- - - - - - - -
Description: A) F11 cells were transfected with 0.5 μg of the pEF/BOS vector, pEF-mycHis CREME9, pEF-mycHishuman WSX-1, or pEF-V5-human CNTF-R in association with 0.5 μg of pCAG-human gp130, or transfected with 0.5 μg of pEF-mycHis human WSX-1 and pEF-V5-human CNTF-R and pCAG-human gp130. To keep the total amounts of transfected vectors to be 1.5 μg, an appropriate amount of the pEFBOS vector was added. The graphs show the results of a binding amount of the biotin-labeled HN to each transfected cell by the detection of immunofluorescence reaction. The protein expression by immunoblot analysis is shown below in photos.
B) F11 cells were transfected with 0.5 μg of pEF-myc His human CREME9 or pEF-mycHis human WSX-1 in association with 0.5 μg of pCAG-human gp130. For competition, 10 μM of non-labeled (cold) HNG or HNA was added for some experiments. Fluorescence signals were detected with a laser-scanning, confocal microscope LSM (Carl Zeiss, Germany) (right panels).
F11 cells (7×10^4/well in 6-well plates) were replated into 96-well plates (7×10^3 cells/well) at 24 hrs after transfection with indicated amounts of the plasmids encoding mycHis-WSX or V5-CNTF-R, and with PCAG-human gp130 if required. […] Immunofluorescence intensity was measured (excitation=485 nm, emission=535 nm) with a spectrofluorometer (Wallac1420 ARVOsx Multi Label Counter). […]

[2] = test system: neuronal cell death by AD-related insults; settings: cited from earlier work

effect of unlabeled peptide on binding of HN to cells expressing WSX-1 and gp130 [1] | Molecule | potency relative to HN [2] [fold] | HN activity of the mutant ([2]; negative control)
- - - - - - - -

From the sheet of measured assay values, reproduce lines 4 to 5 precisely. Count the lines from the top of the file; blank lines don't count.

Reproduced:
[2] = test system: neuronal cell death by AD-related insults; settings: cited from earlier work

effect of unlabeled peptide on binding of HN to cells expressing WSX-1 and gp130 [1] | Molecule | potency relative to HN [2] [fold] | HN activity of the mutant ([2]; negative control)